Eurozone picks up pace as growth hits six-year high
- Author: Zachary Reyes Feb 21, 2017,
Feb 21, 2017, 15:28
Attentions should be on fresh reading of February Markit manufacturing PMIs from France, Germany, Europe and U.S. and final reading of France's January CPI on Tuesday.
The flash Eurozone Composite Output Index, which combines manufacturing and services, rose to 56.0 from 54.4 in January, results of the purchasing managers' survey by IHS Markit showed Tuesday. The 50-point threshold separates expansion from contraction. The jump was unexpected, with economists surveyed by The Wall Street Journal last week having forecast a slight drop in the measure.
"The ECB will be cheered by the signs of stronger growth. though will no doubt remain concerned that elections and Brexit could disrupt the business environment this year", said Chris Williamson, chief economist at IHS Markit.
Manufacturing sector growth continued to outpace the service sector expansion.
At the same time, the services PMI advanced more-than-expected to 54.4 from 53.4 in January.
Average selling prices increased at the fastest pace since July 2011, although the pace was still subdued in comparison with input costs, indicating that there has been a further squeeze on margins. "Overall, solid activity in manufacturing remains the key driver of rising private sector growth".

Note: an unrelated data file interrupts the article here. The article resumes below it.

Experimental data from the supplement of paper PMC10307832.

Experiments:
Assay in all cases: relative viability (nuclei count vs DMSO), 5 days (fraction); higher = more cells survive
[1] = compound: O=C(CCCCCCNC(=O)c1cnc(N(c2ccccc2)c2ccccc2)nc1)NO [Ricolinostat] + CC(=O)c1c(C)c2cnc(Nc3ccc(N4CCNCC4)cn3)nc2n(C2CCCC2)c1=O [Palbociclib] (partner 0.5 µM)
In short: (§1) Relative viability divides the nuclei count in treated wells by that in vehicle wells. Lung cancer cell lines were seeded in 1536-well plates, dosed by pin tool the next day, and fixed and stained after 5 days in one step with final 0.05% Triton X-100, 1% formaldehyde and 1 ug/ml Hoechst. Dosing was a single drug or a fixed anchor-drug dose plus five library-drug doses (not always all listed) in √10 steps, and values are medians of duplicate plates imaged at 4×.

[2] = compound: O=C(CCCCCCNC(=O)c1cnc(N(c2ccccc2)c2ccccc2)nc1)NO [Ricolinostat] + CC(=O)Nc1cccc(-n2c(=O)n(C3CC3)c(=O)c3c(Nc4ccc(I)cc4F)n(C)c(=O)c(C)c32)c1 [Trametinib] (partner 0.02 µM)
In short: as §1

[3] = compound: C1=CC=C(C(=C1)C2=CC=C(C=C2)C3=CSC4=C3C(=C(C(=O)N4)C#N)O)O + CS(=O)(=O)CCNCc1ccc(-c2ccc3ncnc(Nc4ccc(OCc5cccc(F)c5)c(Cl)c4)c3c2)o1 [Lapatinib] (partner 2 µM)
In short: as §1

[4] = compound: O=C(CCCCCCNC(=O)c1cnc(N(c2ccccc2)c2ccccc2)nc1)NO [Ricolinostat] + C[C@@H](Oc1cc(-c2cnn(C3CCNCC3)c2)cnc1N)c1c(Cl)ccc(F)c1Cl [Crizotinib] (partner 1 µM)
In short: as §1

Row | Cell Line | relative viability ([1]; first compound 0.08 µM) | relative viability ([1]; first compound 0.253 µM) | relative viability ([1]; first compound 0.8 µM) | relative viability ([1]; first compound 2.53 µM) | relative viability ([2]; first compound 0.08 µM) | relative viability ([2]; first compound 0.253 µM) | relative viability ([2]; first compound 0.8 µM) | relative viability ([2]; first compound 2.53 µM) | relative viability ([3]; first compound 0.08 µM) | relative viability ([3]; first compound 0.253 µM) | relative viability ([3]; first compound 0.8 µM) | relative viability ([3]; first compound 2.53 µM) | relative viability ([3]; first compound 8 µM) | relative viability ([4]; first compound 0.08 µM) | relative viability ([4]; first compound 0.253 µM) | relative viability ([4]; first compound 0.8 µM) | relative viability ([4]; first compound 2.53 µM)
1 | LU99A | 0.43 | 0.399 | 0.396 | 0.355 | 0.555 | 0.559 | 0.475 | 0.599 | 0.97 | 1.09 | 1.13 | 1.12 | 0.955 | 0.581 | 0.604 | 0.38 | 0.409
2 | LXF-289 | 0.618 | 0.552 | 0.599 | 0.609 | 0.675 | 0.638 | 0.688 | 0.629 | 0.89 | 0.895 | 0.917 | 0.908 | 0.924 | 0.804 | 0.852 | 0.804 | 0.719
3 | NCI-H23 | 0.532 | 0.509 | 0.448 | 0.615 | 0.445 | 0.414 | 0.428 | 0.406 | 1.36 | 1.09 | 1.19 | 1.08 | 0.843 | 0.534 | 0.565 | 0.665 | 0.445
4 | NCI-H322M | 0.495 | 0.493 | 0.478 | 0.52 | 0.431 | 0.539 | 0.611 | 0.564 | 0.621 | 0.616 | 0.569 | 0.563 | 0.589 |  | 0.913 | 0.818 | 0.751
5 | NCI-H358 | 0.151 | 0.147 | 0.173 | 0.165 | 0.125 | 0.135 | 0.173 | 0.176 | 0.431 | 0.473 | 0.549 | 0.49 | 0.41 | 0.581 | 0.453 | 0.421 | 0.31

At 56.2, France's PMI combining both manufacturing and services for February was the highest it has been in almost six years. The composite sub-index measuring employment, at 54.3, was the highest in more than nine years. "France's revival represents a much-needed broadening out of the region's recovery and bodes well for the eurozone's upturn to become more selfsustaining". "Output continued to rise in both monitored sectors", Alex Gill, an economist with the firm added. While French firms reported falling selling prices, their German peers reported the biggest monthly increase since June 2011. If that were to be the outcome for the first quarter, it would mark an acceleration from the 0.4% rate of expansion recorded in each of the third and fourth quarters of 2016.